If You Love Cruises, Why Not Work on a Cruise Ship?

There is certainly something exciting and intriguing about life on a cruise ship. And for some people, it seems like the perfect career move. You get to see the world, meet interesting people and your room and board are included, so what could be better? But according to those who have made this huge leap of faith and taken a job as a crew member, it is definitely a different world and far from what cruise guests would imagine.

Your Compensation

As an entry-level staff member, the annual salary is likely to range from about $14,500 to $21,500. The key to moving up in the service industry is customer service and strong language skills. Servers who can converse with guests and create a bond will obviously earn more in tips and will also be on the fast track for greater responsibility and higher paying positions. But what potential new hires do not consider is that there are no days off while the ship has guests, which is all of the time. So expect to work day in and day out with a weekly tally of 80 to even 100 hours.

Work Conditions

As a server in the States, you are likely to be working in a fast paced and demanding environment but there is also going to be air conditioning and ample staff to meet the demands of the guests. But a cruise ship is not able to add staff to accommodate a busy day at a certain bar or restaurant nor do many of the outdoor areas include any cooling. So your twelve hour day could be spent running back and forth across a sweltering deck in a full uniform and with no second shift to arrive for relief. Another factor to consider is that guests on a cruise tend to overindulge on a regular basis. No one is driving home or getting up early for work so good judgment is not a necessity. This makes a large percentage of your customers hard to deal with and even belligerent by the end of your very long day.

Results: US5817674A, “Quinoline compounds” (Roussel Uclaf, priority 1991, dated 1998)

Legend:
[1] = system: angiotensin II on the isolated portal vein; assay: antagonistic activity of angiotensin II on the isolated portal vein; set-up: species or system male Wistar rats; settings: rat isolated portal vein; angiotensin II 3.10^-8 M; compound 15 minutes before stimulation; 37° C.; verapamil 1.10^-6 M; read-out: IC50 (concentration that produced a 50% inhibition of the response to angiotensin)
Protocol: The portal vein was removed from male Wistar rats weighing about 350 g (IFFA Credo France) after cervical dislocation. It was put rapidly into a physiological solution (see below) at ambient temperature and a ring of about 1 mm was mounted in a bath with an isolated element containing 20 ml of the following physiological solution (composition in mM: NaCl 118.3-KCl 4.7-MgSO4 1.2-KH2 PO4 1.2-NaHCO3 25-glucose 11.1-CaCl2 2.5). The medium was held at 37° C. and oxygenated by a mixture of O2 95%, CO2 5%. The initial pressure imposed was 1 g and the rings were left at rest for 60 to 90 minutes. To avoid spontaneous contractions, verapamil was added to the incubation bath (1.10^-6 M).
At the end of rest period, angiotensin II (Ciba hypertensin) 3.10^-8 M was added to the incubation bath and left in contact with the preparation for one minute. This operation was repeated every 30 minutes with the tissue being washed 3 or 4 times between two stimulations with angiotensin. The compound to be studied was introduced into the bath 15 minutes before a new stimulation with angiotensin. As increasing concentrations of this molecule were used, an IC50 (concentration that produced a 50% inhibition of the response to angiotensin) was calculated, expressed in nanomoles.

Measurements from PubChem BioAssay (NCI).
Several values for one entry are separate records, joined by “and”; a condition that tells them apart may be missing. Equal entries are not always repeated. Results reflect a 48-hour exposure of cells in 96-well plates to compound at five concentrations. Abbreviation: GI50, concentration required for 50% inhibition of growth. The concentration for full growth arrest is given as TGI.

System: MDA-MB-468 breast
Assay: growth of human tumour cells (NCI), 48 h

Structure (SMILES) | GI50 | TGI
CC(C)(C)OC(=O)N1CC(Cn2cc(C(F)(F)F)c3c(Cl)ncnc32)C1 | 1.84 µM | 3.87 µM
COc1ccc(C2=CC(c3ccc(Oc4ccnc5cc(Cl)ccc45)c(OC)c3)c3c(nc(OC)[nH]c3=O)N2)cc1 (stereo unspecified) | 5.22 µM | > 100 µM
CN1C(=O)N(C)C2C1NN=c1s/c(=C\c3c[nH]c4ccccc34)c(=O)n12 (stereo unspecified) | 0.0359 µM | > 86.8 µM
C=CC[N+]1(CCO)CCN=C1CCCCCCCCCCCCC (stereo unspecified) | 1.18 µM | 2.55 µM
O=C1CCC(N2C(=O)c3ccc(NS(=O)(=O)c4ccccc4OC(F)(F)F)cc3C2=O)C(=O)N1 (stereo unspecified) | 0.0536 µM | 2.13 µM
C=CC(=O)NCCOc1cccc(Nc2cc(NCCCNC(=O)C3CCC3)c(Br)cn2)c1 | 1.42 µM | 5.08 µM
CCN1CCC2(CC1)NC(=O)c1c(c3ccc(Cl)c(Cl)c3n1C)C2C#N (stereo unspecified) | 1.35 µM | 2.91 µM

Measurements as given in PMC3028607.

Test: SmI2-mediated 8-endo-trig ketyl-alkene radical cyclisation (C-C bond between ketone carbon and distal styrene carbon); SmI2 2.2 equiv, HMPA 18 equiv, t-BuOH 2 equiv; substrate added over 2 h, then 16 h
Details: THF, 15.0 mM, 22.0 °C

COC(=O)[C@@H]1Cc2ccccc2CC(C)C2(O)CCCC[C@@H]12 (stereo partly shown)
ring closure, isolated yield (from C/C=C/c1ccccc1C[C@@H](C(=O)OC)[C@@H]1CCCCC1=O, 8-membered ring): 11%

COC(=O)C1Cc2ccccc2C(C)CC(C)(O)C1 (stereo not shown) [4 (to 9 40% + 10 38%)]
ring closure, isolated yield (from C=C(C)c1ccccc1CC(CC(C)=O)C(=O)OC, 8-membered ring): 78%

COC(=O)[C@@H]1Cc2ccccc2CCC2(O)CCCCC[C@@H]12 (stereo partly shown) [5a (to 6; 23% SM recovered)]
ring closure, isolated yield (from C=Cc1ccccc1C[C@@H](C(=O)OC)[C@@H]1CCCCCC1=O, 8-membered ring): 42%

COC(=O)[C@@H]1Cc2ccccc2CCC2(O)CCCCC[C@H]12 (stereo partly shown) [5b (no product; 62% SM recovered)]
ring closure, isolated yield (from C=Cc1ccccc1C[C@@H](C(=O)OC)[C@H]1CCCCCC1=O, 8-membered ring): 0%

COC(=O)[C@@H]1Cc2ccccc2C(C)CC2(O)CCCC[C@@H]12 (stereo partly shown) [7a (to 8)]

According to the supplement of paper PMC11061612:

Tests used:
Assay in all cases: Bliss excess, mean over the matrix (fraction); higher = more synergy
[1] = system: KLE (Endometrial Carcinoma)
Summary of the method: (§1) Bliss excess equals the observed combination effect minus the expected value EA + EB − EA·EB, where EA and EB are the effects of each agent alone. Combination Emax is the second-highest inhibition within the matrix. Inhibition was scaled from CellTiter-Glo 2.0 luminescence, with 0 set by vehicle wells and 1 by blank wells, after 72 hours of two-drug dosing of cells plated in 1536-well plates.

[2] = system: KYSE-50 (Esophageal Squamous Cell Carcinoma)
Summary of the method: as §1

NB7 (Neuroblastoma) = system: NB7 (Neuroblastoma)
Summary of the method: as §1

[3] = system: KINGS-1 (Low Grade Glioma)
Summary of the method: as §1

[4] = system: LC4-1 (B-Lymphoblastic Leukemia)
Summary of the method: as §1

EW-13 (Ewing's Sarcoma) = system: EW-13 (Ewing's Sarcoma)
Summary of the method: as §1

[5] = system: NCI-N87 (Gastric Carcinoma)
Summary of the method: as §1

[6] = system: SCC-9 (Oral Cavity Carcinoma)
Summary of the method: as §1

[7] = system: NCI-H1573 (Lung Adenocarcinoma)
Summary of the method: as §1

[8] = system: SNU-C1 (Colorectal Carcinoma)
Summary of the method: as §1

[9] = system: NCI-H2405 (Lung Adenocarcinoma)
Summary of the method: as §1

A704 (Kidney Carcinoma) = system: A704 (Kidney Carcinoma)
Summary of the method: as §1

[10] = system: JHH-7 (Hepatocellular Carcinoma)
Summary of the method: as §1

Your Time

Not that you will have a great deal of free time while on the ship, but the time that you do have to yourself may only be spent in your miniscule bunk area or the few crew common areas in the bowels of the ship. Fraternizing with guests is strictly prohibited. As a result, the crew area is very reminiscent of fraternity row at a large college. The staff gets together to commiserate and drown their sorrows on a nightly basis. By the end of a contract, you have abused your body with high-stress levels, little sleep and copious amounts of alcohol; not a healthy combination at any age.

Being young and single can make a year contract on a cruise ship sound very appealing, but there are a lot of details that are not fully disclosed to applicants. Chances are that even those who love going on cruises would not be happy as an employee. But the other take away for all cruise guests is the reminder that the servers and staff on your next cruise are not making great money, living in lavish suites or working an eight-hour shift. So be polite, patient and offer a nice tip for great service or extra effort made to ensure that your vacation is one to remember.


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